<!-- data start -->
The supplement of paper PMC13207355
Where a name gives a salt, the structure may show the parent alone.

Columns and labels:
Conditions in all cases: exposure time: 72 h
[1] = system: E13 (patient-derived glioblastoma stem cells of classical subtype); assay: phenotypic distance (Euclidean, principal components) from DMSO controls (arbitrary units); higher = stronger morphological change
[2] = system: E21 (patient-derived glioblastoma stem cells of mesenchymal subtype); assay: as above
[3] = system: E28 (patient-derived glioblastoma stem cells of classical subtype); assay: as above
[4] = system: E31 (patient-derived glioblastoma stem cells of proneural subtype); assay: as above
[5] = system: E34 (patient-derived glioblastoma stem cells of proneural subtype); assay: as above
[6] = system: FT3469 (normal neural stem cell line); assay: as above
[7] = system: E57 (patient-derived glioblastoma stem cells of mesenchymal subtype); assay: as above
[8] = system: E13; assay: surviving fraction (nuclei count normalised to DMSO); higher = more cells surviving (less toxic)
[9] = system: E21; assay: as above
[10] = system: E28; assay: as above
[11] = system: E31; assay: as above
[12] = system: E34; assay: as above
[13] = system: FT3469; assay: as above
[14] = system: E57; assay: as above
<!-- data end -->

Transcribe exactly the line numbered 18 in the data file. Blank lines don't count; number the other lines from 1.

[14] = system: E57; assay: as above